Just the Two of Us in this Vast World Volume 1 Chapter 2 part 5

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Chapter 2 — Coming of age, a ceremony needed for emancipation. Part 5

“What happened?”

I saw him turn his head to look at me in the reflection of the mirror.

Then, I spread my arms out and slowly did a full twirl.

“What…are those?” he inquired coldly, his ears jerking straight up in surprise.

“I’d like to know that myself.”

It was something like a black birthmark, sprawled upon my skin like a stripe. It extended from my toes all the way up to around the height of my elbow.

My body looked like a white box that was wrapped with a black ribbon.

Wrapping, gift, present.

My dream resurfaced, and along with it, the white girl and the smoothness of her hand.

It was as if that dream had amalgamated with reality, and as proof, I should have received some sort of power, or so Ver had said.

I traced my finger over the black ribbons for a while, but it simply felt like I was touching my skin.

In the end, I decided to stop thinking about it and changed into my summer uniform.

“Are you feeling unwell?”

“I’m completely fine.” My body that is, I couldn’t say the same regarding my mental state.

I had no idea where the power that Ver mentioned was stored.

I slowly massaged my slim chest. Deep within it, I could feel light heartbeats.

The heartbeats of a wolf’s heart, a god’s heart, and a human’s heart.

There was no disparity between them, it was simply tranquil.

“When I liberate myself from my shackles, huh,” I murmured to myself as I fetched my bag and checked the time.

Even though I had woken up at the same time as usual, it seemed that I was going to be late. Not that it mattered much to me anyway.

I went down to the first floor. There, I couldn’t feel my mother’s presence, and my step father seemed to have already left for work.

The TV in the living room had been left on and it was currently showing the morning news.

In one segment, they mentioned the discovery of a large dog’s corpse. In another segment, a mysterious intruder had slaughtered the animals that were being sheltered in a health care center, and a girl had been attacked by a stray dog.

There was nothing but dogs all over the news.

A commentator with a face like a monkey’s was giving his hypothesis on what seemed to be the most plausible reason behind this case.

Everything he uttered couldn’t have been further away from the truth, but the rest of the staff all nodded in approval.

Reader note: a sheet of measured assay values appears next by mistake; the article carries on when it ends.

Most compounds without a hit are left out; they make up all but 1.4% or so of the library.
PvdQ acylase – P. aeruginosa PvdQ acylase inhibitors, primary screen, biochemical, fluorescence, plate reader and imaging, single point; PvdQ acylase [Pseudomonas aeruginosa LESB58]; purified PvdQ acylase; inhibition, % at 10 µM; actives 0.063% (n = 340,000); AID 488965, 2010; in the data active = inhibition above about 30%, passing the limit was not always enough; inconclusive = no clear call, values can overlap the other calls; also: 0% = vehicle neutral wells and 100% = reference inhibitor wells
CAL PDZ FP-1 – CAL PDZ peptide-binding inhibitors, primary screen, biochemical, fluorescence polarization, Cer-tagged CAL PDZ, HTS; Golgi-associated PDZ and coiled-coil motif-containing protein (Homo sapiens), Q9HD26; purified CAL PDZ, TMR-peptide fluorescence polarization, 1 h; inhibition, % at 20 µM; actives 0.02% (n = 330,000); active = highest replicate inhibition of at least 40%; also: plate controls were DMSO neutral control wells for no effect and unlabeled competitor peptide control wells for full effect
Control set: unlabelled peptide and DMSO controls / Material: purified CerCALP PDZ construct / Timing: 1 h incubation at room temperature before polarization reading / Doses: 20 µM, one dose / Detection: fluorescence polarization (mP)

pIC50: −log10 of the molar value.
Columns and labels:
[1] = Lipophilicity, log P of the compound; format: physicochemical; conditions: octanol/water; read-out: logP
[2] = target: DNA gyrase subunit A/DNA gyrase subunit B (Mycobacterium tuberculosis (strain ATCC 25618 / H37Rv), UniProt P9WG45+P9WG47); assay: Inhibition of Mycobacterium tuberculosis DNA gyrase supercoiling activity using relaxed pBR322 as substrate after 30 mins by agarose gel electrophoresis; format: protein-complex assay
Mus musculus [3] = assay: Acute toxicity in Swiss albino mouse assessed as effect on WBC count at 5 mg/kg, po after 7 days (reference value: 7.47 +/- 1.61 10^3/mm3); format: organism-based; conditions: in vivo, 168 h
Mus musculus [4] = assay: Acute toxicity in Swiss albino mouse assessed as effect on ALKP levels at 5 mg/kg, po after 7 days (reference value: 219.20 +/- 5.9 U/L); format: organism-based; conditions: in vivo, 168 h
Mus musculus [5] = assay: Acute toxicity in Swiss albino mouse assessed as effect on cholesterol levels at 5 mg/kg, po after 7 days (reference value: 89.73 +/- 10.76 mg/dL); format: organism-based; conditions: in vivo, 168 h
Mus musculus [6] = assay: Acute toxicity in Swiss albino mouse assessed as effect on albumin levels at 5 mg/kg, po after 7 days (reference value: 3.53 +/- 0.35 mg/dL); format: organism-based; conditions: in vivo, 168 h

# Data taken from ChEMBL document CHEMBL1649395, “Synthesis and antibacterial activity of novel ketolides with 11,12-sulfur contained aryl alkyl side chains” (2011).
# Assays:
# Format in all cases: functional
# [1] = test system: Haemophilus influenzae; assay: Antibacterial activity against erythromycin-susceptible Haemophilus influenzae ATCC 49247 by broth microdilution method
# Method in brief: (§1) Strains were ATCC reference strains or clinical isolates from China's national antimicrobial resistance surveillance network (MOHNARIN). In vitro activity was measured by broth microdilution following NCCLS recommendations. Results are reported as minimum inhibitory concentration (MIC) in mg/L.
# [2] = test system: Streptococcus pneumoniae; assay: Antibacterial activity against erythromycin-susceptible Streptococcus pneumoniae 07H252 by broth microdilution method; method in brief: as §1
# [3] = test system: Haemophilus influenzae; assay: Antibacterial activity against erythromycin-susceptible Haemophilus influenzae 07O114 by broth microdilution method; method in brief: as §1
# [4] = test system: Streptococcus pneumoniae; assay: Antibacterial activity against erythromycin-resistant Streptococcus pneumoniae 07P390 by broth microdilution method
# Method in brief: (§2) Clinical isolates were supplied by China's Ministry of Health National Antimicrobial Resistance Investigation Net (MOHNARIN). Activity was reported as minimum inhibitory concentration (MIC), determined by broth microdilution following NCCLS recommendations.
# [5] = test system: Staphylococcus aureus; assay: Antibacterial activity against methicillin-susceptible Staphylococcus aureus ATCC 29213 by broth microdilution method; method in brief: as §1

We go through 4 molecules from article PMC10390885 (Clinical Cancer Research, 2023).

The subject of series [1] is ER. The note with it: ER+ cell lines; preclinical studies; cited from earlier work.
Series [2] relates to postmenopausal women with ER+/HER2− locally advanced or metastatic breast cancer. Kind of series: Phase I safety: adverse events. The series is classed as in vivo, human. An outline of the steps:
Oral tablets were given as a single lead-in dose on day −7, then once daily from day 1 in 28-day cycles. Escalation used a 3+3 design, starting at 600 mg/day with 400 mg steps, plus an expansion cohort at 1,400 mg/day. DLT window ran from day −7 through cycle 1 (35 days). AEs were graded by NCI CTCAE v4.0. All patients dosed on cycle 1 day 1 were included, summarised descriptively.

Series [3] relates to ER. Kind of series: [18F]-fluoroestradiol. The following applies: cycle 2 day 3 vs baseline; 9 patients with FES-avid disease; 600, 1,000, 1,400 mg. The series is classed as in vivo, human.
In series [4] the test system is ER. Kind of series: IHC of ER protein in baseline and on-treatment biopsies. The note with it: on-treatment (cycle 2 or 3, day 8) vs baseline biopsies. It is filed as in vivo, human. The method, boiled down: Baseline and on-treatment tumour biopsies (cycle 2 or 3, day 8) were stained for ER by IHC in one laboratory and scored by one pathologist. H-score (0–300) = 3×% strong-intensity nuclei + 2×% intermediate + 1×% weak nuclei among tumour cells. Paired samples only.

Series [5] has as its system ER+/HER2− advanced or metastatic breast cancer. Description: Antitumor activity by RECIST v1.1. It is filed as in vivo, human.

I knew exactly what had happened, but there was probably no one who would believe me.

It’s not like there was anyone who could even begin to understand.

For most people, reality was just like that. They only saw what they wanted to see.

“I’m leaving,” I lightly muttered to no one in particular as I turned the TV off.

No one responded. It seemed like today was going to be another cold day.

There were no clouds in the sky, yet the sunshine was a bit too dull.


When I arrived at the front gates, it was less than five minutes til the bell was going to ring, and I barely managed to enter the classroom in time.

The classroom was unusually quiet, almost as if they were all afraid of something, and it seemed that Budworm was already back.

Her brown hair was in disarray, and she was wearing a short skirt coupled with white knee socks. The place where Shiro had slashed her, her left eye, was covered in bandages and the long ends hung low on her shoulders.

Her scarf was carelessly worn, and if one peeked from above, it would probably be possible to see her chest.

She had also lost some weight.

Her right eye glared directly at me with enmity.

Its dark lustre was reminiscent of a sharpened blade, out of place in this cold autumn day.

I willfully walked up to her.

“Good morning.”

There was no reply to my greeting. She merely spoke in a monologue-like tone.

“–told me that we should never see each other again.”

The most important part of the sentence was left out, so I had no idea what she was trying to say.

“Who told you that?”


“…Who is that?”

I immediately heard the sound of grating teeth.

“Aya, Natsume Aya. The girl who was always by my side. Don’t tell me you forgot her already?!”

“Ahh.” She was talking about Mouse.


She stood up indignantly and swiftly grabbed me by the collar.

Her hands shook as she grit her teeth and glared at me with her right eye.

She was a whirlpool of negativity—grief, rage, hatred, anguish, remorse and vexation.

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